Every so often I fall into a funk with my regular repertoire of games. I just get sick of blasting zombies in Left 4 Dead or I grow weary from kicking the red coats out of the States in Empire: Total War. When I fall into one of theses episodes I look for a game that offers a unique experience that no other game I’m playing fills. Anno 1404: Dawn of Discovery just happens to fit that bill.
For those of you unfamiliar with the Anno series (1404 is the third following 1701 and 1602), it’s a real-time strategy game with a heavy focus on city building and economy management. As the name suggests the game takes place in 1404. Players are tasked with taking a single ship, loaded with all the essentials to start a colony, and finding a suitable island to build a settlement. Once a simple colony is established, gamers have to start generating goods to satisfy the colonialists’ needs as well as satisfy the colony’s need for income from trade. Some examples of goods include lumber, stone, ore, cider, fish, clothes, etc.
Sounds pretty simple, right? Well, one thing that throws a wrench into the mix is that each island can only grow certain types of goods. For example, desert islands provide for good date production, where as richly forested areas are good for producing cider or wheat. In order to satisfy all the colonists’ needs, the player must establish several expansions on different islands and set up trade routes. This is easier than it seems thanks to Dawn of Discovery‘s nifty trade interface. Just click a button and the map appears. Then all you have to do is select a ship and tell it to trade X goods at X port and voila!, the game will do the rest.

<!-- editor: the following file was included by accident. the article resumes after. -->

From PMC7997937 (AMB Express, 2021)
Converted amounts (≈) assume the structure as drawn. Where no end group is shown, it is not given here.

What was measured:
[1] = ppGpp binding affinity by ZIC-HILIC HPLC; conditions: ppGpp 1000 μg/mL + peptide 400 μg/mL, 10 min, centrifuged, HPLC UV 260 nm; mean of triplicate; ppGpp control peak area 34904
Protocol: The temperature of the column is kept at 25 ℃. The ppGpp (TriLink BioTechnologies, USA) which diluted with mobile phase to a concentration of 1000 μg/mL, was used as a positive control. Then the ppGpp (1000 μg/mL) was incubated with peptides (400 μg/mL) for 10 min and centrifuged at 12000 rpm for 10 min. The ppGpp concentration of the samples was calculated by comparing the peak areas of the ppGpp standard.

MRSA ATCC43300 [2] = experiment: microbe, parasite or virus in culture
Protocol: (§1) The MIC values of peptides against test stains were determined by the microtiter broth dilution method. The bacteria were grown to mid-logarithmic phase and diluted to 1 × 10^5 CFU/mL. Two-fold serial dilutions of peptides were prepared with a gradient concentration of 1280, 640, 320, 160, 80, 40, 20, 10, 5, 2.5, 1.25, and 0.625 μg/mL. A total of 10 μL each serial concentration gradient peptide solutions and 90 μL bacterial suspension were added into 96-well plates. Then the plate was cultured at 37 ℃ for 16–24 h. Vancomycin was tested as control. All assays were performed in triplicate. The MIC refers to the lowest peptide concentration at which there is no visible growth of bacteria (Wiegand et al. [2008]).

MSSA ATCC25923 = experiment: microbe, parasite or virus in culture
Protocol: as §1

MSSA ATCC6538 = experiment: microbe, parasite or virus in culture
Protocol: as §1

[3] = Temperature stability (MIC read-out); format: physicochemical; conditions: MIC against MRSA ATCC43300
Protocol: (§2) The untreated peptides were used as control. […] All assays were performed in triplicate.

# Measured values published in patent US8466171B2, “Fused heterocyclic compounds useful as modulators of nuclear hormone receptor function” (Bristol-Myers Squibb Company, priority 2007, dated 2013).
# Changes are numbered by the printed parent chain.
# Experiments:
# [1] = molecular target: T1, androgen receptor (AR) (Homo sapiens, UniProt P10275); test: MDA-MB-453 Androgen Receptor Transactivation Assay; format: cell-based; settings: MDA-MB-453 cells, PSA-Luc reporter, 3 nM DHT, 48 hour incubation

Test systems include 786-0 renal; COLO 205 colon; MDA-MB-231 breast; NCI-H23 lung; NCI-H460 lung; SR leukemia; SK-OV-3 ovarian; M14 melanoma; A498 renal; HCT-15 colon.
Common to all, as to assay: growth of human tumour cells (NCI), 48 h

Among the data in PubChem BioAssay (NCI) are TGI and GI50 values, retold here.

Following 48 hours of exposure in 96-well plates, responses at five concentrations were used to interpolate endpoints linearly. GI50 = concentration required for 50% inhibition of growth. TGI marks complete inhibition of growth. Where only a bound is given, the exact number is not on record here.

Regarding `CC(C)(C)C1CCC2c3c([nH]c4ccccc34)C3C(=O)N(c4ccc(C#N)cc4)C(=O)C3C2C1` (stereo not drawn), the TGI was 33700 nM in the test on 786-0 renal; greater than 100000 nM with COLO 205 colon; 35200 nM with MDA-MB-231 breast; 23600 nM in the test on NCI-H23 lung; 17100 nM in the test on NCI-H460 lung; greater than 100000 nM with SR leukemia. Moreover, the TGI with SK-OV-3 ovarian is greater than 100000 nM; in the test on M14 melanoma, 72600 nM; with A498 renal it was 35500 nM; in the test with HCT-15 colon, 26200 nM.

Another thing that complicates the player’s job is managing citizens. Players make money by taxing colonialists; however, in order to keep your population happy you need to provide a steady stream of goods. When you first start building houses, your population will consist solely of peasants. They don’t have a lot of money, so it’s hard to tax them. As you start to provide the peasants with what they request (food, clothes, entertainment, religion, ect.), they will eventually level up to citizens. Citizens have more exotic demands. Instead of just fish for food, they’ll also want luxury items like dates, or cider. This kind of cycle continues throughout the game. In total, there are four levels of colonialists: peasants, citizens, patricians and nobles.
Another interesting thing about colonialists is that they help you unlock new buildings. Rather than having a tech tree similar to something like Starcraft, players unlock new buildings by having X amount of pleased peasants/citizens/patricians/nobles. This forces the player to think about how he or she is laying out the colony because you need to squeeze as many colonialists onto the islands to make decent tax revenue.
The first thing you are probably going to notice about Anno 1404 is the graphics. I can honestly say that I’ve never been more impressed by water in a game than in Anno. Everything from the forests to the colonialists are detailed with the utmost care. Sometimes I would just sit back and marvel at how beautiful my colonies were. Very few strategy games are as visually impressive as Anno 1404.
There are three game modes in Dawn of Discovery, the single-player campaign, scenario mode and a never-ending mode. Unfortunately there is no multiplayer. The single-player campaign tells a tale rife with deception, evil religious figures and child abuse, all told through beautifully animated cut scenes that look like a watercolor has come to life.